By now, everyone knows what follows after a horrific mass shooting. First a recitation of the bare facts, followed by images of police tape and crime scenes. Soon after come calls for change—the demands that something should be done. Then debate in all the usual places about policies and statistics, dull talking points in the face of raw-throated grief and rage.
Then comes nothing, inaction, as it becomes clear the people in charge of the country have looked upon all of this and decided nothing really needs to change, that this is just what happens. Presiding over this last part for the past several years has been Senate Minority Leader Mitch McConnell.
It was McConnell who after the 2012 Sandy Hook Elementary School shooting—a time when national legislation to limit access to deadly weapons seemed possible—told his constituents, "President Obama and his team are doing everything in their power to restrict your Constitutional right to keep and bear arms." It was McConnell who, months later, led the Republicans in blocking a universal background check measure, the most minor kind of gun legislation possible. (That amendment got 54 Senate votes, a majority, just not enough to clear the absurd 60-vote threshold required for all legislation that isn't a McConnell-approved tax cut for the rich.) Since then, McConnell has refused to consider moderate gun control measures, including expanded background checks, that passed out of the Democrat-controlled House earlier this year. Most recently, it was McConnell's campaign Twitter account that celebrated the metaphorical deaths of his opponents with a photo of tombstones in the midst of last weekend's bloodshed.
McConnell is not solely responsible for blocking gun control legislation. In 2013, for instance, it's unlikely that the bill he defeated in the Senate would have passed the Republican-controlled House. But he is the one choosing not to bring a bill to expand background checks to the Senate floor, even though the vast majority of Americans—including a majority of gun owners—say they support the idea.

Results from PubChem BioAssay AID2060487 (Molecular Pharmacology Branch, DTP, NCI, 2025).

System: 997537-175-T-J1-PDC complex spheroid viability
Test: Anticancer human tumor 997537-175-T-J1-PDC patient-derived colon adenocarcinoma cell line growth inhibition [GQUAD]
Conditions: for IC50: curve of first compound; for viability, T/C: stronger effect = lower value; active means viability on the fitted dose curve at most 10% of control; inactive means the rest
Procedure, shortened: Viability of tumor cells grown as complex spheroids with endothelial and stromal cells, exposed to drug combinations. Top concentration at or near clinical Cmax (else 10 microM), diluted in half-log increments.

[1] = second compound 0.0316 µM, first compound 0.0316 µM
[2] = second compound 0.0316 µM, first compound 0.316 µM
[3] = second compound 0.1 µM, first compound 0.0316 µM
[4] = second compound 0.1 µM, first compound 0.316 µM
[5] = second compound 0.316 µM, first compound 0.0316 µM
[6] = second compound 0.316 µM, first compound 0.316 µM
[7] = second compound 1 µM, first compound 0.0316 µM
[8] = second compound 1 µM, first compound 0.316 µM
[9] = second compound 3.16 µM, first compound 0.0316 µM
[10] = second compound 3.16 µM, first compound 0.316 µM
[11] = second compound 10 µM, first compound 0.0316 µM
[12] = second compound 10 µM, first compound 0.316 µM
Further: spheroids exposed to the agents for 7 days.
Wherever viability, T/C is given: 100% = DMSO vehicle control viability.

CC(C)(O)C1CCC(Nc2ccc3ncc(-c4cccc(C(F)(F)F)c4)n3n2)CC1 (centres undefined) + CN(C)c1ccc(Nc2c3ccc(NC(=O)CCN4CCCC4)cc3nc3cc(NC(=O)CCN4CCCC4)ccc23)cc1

The Republican Party is actually somewhat divided on guns. Moderate GOP legislators have sponsored gun control legislation, and polls have shown an upswing in support for gun control among Republican voters. Even Donald Trump seems ambivalent on the issue—he's at times called for tougher gun laws, but never followed through in any meaningful way. On Monday, he seemed to be having a tough-on-guns moment, voicing support for "red flag" laws that allow a court to order that someone's guns be taken away if they are judged to be an obvious danger to themselves or others. Seventeen states have such a law on the books, and Republican-controlled Florida enacted its version after the Parkland shooting in 2018.
Congress seems interested in the issue, to a degree. Senators Lindsey Graham, a Republican, and Richard Blumenthal, a Democrat, are at work on a bipartisan bill that would encourage states to adopt red flag laws. McConnell hasn't come out in support, but said in a statement that he wants his senators "to engage in bipartisan discussions of potential solutions to help protect our communities without infringing on Americans’ constitutional rights."
The question is, why doesn't McConnell simply signal his support of the Graham-Blumenthal plan? Why does he refuse to allow a vote on background checks—a vote that probably won't get the required 60 votes in any case?
It's hard to believe McConnell is simply personally opposed to gun control, since his career has been defined by political calculation rather than moral or ideological considerations. More likely, he sees the issue as a potential wedge that could divide his party, with some moderates likely to vote for background checks and risk the wrath of pro-gun activists. The NRA is in disarray, but guns are still an enormously powerful symbol on the right.
Or maybe McConnell's calculus is simpler: After years of outrage about mass shootings, and years of conspicuous inaction thanks to his leadership, he's still in control of the Senate. Everything has worked out for him. Why would he want change?
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This article originally appeared on VICE US.